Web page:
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In the waist-high, pellucid water, a bunch of children were having a ball, their voices gurgling. The canal was as wide as a highway, water from river Chaliyar running shallow. "You wade through the canal until you find a bridge. It will take you much less time, but if you don't want to get wet, you can trek the dry trail," was what Pathrose had soundly said. Kesu should have asked him how much longer it would take by road, but he hadn't. It was nearly sundown. The crows and cranes were returning nest-ways, the sky in places crimson, the September air in Nilambur still wet from the southwest monsoon.
Ten Bucks Says He Beats Her
I ask if we can have some tunes. This dude totally still listens to actual radio stations, like, with towers and contests and shit. Doesn't he know satellite radio is so much better? He gets this really annoying look. He's reminding me he's the adult and I'm not. I just keep smiling. It doesn't fucking matter 'cause the news is on, so I space out for a bit. I hate the news. It's just a bunch of sad and scary crap happening to people I don't know and never will.
She sterilizes the tiny needles and puts 80 of them into my right hand. I grimace and squirm with the sting of each needle, and she tells me to think about those less fortunate than myself. I walk around her living room with the needles in my hand while she washes the plums in dish soap, dries them till they shine, then brings a bowl of them for us to eat. They are juicy and delicious, and I slurp the juice a little as she watches without comment.
In this village, the monsoon child was born. Monsoon Child. Strange name. You see, her mother gave her the name when she started talking. The monsoon child began to talk early, and she relished the words she learned. Words rolled around her lips, her palate, her throat. She savored the way they felt in her mouth. Some were heavier than others. Some smelled gray, like the river. Some were yellow like the lamps. Some were salty like the river water in a cyclone. Some were bitter like the fish from their river.
Lakshmi Arya Thathachar
After a while, Grapenut grew tired of consoling Winnie and began staring at the vomit on the floor. He was too repulsed to do anything about it. Then his dread and resentment started to build. He realized the friends of the blinded guy could return with more friends and weapons. It seemed to him the situation was now more dangerous than it was when the guy first came through the window.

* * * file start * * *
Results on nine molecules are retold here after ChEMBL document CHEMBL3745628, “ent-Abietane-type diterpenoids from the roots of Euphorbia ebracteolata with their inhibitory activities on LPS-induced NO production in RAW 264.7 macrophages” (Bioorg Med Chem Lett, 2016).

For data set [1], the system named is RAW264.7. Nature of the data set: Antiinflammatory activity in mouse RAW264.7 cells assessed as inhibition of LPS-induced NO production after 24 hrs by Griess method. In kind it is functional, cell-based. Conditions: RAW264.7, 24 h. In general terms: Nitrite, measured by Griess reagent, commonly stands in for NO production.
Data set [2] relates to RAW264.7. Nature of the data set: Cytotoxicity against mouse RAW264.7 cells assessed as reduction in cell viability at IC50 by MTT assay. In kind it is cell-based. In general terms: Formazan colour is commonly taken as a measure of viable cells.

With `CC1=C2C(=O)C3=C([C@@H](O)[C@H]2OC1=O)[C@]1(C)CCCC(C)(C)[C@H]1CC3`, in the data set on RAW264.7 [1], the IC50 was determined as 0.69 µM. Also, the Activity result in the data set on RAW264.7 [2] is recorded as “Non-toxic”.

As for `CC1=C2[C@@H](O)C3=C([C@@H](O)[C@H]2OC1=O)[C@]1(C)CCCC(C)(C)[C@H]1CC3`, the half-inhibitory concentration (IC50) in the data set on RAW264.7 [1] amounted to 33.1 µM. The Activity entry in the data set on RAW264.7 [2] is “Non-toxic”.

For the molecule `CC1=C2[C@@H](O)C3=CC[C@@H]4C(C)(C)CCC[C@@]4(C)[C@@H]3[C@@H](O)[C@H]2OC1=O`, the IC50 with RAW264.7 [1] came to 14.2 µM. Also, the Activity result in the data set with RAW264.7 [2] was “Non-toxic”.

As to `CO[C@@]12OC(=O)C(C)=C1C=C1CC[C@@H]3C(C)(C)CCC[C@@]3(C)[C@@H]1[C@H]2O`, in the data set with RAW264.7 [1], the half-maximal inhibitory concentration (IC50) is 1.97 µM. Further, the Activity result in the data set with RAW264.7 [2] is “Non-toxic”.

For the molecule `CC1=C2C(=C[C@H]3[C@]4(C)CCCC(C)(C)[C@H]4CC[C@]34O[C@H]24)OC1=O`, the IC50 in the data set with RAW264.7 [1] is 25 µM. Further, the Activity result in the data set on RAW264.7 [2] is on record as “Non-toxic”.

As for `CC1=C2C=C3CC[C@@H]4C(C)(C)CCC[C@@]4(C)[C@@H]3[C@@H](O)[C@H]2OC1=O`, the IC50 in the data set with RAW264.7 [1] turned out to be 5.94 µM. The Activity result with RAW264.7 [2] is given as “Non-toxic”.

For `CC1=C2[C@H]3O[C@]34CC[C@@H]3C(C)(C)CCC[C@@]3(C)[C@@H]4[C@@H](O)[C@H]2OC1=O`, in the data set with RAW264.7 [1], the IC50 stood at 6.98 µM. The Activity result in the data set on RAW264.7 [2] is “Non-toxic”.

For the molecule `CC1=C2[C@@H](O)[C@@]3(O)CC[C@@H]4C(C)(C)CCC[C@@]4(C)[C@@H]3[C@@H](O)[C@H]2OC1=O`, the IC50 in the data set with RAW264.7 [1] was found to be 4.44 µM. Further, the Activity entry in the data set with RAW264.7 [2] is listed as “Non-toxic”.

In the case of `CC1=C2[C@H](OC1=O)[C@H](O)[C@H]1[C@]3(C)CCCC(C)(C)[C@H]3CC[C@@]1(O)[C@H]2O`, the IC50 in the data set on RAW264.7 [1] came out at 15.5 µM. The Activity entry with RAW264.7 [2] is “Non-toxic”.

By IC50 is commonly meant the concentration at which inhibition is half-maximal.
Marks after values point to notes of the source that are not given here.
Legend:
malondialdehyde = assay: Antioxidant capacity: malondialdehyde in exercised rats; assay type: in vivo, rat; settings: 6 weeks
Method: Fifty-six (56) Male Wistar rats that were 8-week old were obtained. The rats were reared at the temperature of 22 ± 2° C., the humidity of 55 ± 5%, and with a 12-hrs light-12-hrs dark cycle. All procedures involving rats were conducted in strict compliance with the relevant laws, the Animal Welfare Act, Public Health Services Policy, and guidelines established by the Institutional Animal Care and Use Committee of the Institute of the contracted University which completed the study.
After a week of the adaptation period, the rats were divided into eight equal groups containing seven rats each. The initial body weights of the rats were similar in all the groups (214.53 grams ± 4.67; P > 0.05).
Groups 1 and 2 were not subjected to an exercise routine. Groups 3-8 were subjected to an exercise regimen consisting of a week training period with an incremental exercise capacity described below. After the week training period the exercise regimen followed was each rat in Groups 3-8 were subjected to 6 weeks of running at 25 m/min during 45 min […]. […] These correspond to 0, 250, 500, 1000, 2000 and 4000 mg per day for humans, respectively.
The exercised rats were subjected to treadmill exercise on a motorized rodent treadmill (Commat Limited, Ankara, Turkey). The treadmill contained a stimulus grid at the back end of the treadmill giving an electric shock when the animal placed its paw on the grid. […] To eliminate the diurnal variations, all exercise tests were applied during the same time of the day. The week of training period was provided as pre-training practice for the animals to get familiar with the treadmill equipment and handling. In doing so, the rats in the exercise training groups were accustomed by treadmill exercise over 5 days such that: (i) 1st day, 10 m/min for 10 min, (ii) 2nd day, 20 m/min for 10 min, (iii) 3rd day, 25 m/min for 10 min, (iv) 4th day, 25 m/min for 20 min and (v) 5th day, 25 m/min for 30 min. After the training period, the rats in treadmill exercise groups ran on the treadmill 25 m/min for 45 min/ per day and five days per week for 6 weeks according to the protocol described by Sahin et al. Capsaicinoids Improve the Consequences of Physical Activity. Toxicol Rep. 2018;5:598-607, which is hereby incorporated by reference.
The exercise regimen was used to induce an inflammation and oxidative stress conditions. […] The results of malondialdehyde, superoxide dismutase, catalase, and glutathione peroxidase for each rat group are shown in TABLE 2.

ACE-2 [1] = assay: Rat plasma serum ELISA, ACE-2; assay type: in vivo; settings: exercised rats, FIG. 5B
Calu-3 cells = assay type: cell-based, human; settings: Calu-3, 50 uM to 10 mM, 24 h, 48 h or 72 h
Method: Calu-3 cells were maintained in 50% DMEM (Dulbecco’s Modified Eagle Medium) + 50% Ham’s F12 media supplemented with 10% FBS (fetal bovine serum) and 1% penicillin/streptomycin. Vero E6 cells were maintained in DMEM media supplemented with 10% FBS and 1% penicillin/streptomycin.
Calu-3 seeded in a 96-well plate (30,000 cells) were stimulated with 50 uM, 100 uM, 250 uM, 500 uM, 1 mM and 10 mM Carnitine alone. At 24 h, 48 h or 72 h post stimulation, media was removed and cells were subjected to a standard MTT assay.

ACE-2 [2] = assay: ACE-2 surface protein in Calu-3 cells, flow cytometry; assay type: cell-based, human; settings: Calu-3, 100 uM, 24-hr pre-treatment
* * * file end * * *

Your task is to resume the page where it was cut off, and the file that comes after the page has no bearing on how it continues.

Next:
Huntley Gibson Paton
When the Americans bomb our country, after Moscow, they will bomb us... because there is a nuclear plant and a hydroelectric power station. And if they blow up the hydro, we are all flooded. So where should you go?
"We got concerned because she was so precise with the cut, with hitting her carotid artery," I was informed that night by a Doctor Number Two. "Yet she was also just shy of a fatal depth."
On Sundays I wear my church shoes. Mom puts my hair in a french braid and helps me pick out a dress. It's just me and her and my big sister Allison today because Dad doesn't come to church except when Mom is singing in the choir. On those days someone needs to sit with me in the pews, but also he likes to hear Mom sing. The choir sings up high in the back and their voices blend together, but Dad says he can hear her.
I think Brian was relieved his mother didn't scare me. My own parents had shrieking battles regularly, but they never became physical, so I didn't associate conflict with incipient beatings. I was shocked in later adolescence to learn Brian was not so lucky: his father, also a drunk, beat his mother and him both. "He blamed me," Brian told me later, "for Mom's drinking. I told him once, after I knew how things were with people, that he had gotten her pregnant, not me, so it was his fault. He broke my arm that day. But it was worth it, because he stayed away for six months after that. Ran off to Nevada to beat someone else up every night, I guess. I was just glad it wasn't me for a while."
Jean seemed to be listening to my comments and accepting them as essentially valid, but finally she said, "I appreciate all you're suggesting, John, but now I think I would rather not continue talking about Pops."
The young man who had carved her had dark hair, dark eyes, and skin like burnt caramel. He wore baggy jeans and a backwards baseball cap. He had used a chainsaw in the beginning, and it seemed almost as though he were fighting against the ice. At war with it. Slashing at it, bits and splinters of it flying up into his face. But then, as she began to take form, he used an astonishing array of picks and chisels. He lost himself in the process, a look of fierce concentration on his face as he worked. He gently tapped out her face, her arms, legs, and breasts. With a tiny little chisel, he carefully carved out the hint of a slit in her most private place: she was embarrassed at first, and wondered if she was supposed to be a dirty joke.
We were over 400 Irish men, women and children at the monastery of Desertegney, which dated from the time of St. Patrick. We were prosperous, with much gold accumulated over the centuries. Our flocks were large and healthy, and our weavers produced both ordinary and fine garments. We made a woolen cloak, a brat, excellent for cold and rainy weather, and we sold many of them in Ireland and across the water in Cornwall, a country still rich on the export of tin. We were known for our great wolfhounds, exported to Cornwall and elsewhere in Britain, even to Gaul. We also grew much flax, to produce Irish people's main garment, the linen leinte or tunic. Our finest tunics, dyed in blues and greens to show the owners' high station, clothed kings and nobles across Ireland. Yet all was not well with us.